About the author
Professor Bruce Evans is Director of Research at the Institute of Optometry and is Visiting Professor to City University in London. He is also a shareholder of Optometric Educators and has an independent practice in Brentwood, Essex.

29 | March 26 | 2004 OT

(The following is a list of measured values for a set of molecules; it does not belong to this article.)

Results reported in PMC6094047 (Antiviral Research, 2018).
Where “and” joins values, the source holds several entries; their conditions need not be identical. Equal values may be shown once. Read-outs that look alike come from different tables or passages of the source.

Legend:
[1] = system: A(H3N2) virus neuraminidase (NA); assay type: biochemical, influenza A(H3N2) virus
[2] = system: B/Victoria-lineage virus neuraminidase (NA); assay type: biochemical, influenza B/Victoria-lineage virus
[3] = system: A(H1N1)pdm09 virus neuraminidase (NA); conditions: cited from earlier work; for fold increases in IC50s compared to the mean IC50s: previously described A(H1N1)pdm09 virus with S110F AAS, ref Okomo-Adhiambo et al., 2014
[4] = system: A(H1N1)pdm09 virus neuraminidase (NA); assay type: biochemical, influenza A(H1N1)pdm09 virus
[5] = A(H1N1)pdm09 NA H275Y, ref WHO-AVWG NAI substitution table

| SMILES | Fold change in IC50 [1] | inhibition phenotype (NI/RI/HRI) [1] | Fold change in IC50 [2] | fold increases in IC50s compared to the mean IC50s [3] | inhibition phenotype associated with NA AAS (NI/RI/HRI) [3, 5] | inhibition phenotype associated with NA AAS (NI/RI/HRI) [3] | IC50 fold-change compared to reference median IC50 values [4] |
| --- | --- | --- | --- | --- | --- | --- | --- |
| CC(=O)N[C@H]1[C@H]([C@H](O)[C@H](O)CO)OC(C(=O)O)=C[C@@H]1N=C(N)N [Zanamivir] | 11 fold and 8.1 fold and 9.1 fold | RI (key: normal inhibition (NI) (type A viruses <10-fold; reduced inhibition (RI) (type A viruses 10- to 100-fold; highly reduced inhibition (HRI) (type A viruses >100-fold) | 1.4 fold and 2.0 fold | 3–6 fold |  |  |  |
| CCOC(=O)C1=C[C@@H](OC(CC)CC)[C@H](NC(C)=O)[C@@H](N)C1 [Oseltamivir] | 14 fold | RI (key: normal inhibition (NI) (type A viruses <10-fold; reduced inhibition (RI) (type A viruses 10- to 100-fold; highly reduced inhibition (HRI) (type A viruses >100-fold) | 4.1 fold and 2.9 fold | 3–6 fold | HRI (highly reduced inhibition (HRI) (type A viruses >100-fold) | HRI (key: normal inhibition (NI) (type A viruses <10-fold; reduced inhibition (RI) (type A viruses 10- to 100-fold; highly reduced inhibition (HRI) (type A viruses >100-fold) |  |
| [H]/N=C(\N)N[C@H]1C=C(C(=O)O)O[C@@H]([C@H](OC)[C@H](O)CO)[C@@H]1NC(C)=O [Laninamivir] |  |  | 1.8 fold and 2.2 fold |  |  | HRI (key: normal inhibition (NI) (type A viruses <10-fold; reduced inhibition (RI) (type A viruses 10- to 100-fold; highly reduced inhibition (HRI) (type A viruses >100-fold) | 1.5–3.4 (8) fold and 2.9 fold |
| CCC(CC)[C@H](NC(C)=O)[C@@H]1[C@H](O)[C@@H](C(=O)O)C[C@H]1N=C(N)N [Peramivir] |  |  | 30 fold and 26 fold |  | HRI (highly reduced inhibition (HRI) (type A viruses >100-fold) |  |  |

They are combined in a logical way. which has been reviewed in the literature1. Recent research suggests that Meares-Irlen syndrome is only a little more common in dyslexia than in good readers. and are therefore more likely to be distracted by irrelevant patterns. a great deal of research has been carried out with the the Wilkins Intuitive Overlays and the Wilkins Rate of Reading Test. However. yet both double-masked randomised controlled trials of coloured filter treatments for reading difficulties show that the colour needs to be individually and precisely determined. The Wilkins Rate of Reading Test is just such a test and takes about five minutes to run. Some of the symptoms reported by people with Meares-Irlen syndrome (e. To assess visual factors.g. but may cause visual perceptual distortions and visual discomfort – sometimes described as visual stress. But when Meares-Irlen syndrome co-exists with dyslexia. PhD. This would be expected to cause the person to experience more peripheral distractions on the page. Other studies have shown that Meares-Irlen syndrome affects adults almost as commonly as children1. Controlled trials show that individually prescribed coloured filters not only reduce symptoms of asthenopia. An additional reason why people with reading difficulties might be more likely to notice these symptoms could simply be that they have trouble gathering meaning from the text. they used large text and widely-spaced lines). This new type of reading test was necessary because conventional reading tests were designed to measure reading skills and to be relatively unaffected by visual factors (e. In recent years.Continuing Professional Development Bruce Evans BSc. and a reading test (Figure 2b) – the Wilkins Rate of Reading Test – investigates the effect of coloured filters on reading. links the visual stress theory of Wilkins and the magno deficit theory1. This spotlight of visual attention is believed to be mediated predominantly via the magno system. but also improve reading performance. This could account for the benefit from specific coloured filters6. which has been stressed by Irlen and substantiated by double-masked. The mechanism for these symptoms is likely to be a hyperexcitability of the visual cortex. greatly affected by visual factors but relatively unaffected by reading skills. more commonly. or visual stress. In fact. This theory has been further developed. randomised controlled trial supported the use of individually prescribed coloured filters for people with visually-precipitated migraine5. Striped patterns can be unpleasant to look at and some people experience eyestrain and visual perceptual distortions when viewing them. and there is evidence to suggest that the spotlight can be weakened in dyslexia.6. these symptoms are remarkably similar to those reported by patients with Meares-Irlen syndrome. About 5% of all schoolchildren have a very marked degree of Meares-Irlen syndrome and will perform 25% faster at the Wilkins Rate of Reading Test with an overlay than without. like trial lens spheres. In some. a new type of test was required with the opposite characteristics. DipOrth. It would make sense if this deficit was related to the benefit from coloured filters. Recent research suggests that 30 | March 26 | 2004 OT . which can also occur in some cases of migraine and epilepsy. which can have the spatial properties of a pattern which may cause pattern glare. There are now about 250 colorimeters in use worldwide and the patent is owned by the MRC in the UK. Meares-Irlen syndrome probably exists on a continuum. binocular vision anomalies or the magnocellular deficit). based on the CIE UCS chromaticity diagram. i. The relationship with dyslexia is often overstated. to reproduce and check tints. with many people being affected to a mild degree and fewer to a severe degree. Some are based on a hypothetical link between the benefit from colour and other visual correlates of reading disability (e. There is considerable (but not unequivocal) evidence for a magnocellular deficit in many people with dyslexia (see Part 2). estimates of the prevalence will vary depending on the severity of the condition one is seeking to detect. A range of coloured overlays (Figure 2a) – Intuitive Overlays – has also been developed for screening. FCOptom. initially proposed by Wilkins. DipCLP .e. A second independent.g. Wilkins’ theory is that people who benefit from precision tinted lenses have a visual cortex that is hyperexcitable8. the hyperexcitability may never result in either of these conditions. Some of the neurones in the visual cortex are sensitive to specific colours. A geometric progression is used. This is that the magno system is not sensitive to specific colours. It is hypothesised that a weakened spotlight of visual attention will cause (a) the striped pattern from text to be more noticeable. this hyperexcitability may lead to epilepsy and. but there has been one major problem with making such a connection. double-masked randomised controlled trial. through a consideration of visual attention. it will. over a longer time period and using the Irlen system. represent an added burden to people who already find reading difficult. Text forms a striped pattern and striped patterns cause pattern glare. so that trial lenses can be stacked to obtain over 100. It seems likely that this mechanism is responsible for at least some patients’ symptoms of ‘visual stress’ with reading. One theory. An alternative mechanism.000 colours. is based on ‘pattern glare’7. randomised placebo-controlled trials1. FAAO Figure 1 The Intuitive Colorimeter (reproduced with permission from Cerium Visual Technologies) a b Figures 2a and 2b (a) Wilkins Intuitive Overlays and (b) Wilkins Rate of Reading Test (reproduced with permission from IOO Sales) This trial demonstrated that individually prescribed filters could alleviate the symptoms of Meares-Irlen syndrome. of course. and so varying the colour of the illuminating light may change the pattern of excitation within the cortex. Visual attention is a form of selective attention. In other people. They are used in conjunction with Professor Wilkins’ system of precision tinted lenses (PTLs) to make up lenses to match a given colorimeter setting. and the benefit could not be solely attributed to a placebo effect. Mechanism for the benefit from colour Several potential mechanisms have been proposed to explain the benefit from coloured filters in Meares-Irlen syndrome. Lines of print on a page form a striped pattern. causing more pattern glare and (b) the peripheral distortions resulting from pattern glare to be much more noticeable1. seeing patterns on the page formed by the gaps between words) can also be observed (if they are looked for) by good readers who do not suffer from visual stress. showed that individually and precisely prescribed coloured filters improved performance at conventional measures of reading performance4. A third double-masked. it may lead to migraine. linking it with the magnocellular deficit in dyslexia1. The tints are evenly spaced. Inevitably.g. until now these hypotheses have not been able to account for the high degree of specificity of the required colour. which can be thought of as a ‘spotlight’ focussing our attention during reading on the word or group of small words around fixation.